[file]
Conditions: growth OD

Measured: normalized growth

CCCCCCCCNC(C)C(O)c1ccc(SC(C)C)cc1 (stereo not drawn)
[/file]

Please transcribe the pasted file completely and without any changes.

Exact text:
Conditions: growth OD

Measured: normalized growth

CCCCCCCCNC(C)C(O)c1ccc(SC(C)C)cc1 (stereo not drawn)